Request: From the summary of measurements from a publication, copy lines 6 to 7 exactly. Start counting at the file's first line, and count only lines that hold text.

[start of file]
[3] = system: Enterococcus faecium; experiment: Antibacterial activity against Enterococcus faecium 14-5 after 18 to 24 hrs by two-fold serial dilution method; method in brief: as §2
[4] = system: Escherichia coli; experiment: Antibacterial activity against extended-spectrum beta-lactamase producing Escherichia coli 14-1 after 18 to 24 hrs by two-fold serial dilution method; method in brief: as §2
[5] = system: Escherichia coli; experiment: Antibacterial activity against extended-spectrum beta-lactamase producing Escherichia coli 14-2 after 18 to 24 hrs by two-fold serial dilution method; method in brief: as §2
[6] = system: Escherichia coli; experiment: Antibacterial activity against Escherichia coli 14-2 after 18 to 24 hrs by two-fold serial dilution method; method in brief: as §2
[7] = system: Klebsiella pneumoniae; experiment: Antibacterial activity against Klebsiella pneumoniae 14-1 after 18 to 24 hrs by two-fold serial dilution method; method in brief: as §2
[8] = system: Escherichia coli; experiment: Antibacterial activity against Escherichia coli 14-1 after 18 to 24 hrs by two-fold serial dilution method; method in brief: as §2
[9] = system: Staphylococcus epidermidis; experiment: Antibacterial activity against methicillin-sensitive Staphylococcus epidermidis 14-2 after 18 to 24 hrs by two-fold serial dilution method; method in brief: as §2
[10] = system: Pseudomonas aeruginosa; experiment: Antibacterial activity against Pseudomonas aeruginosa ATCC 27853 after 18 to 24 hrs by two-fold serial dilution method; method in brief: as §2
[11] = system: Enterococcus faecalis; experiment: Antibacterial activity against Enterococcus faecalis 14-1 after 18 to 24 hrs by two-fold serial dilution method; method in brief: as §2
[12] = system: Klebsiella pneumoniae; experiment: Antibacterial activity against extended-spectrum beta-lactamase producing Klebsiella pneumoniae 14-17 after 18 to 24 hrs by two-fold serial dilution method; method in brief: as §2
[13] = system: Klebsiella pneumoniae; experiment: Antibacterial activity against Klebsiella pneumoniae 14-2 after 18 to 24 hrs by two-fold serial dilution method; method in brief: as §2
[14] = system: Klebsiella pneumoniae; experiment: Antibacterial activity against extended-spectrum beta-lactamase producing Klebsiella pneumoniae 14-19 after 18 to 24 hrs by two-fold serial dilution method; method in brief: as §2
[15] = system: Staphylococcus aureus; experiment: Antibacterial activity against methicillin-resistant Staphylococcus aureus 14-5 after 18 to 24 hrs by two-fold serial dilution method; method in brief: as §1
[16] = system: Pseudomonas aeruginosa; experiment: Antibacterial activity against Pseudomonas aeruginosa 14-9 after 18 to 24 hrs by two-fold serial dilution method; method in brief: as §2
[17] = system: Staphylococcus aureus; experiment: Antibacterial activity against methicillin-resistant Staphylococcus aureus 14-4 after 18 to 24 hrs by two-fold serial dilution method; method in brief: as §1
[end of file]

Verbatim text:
[8] = system: Escherichia coli; experiment: Antibacterial activity against Escherichia coli 14-1 after 18 to 24 hrs by two-fold serial dilution method; method in brief: as §2
[9] = system: Staphylococcus epidermidis; experiment: Antibacterial activity against methicillin-sensitive Staphylococcus epidermidis 14-2 after 18 to 24 hrs by two-fold serial dilution method; method in brief: as §2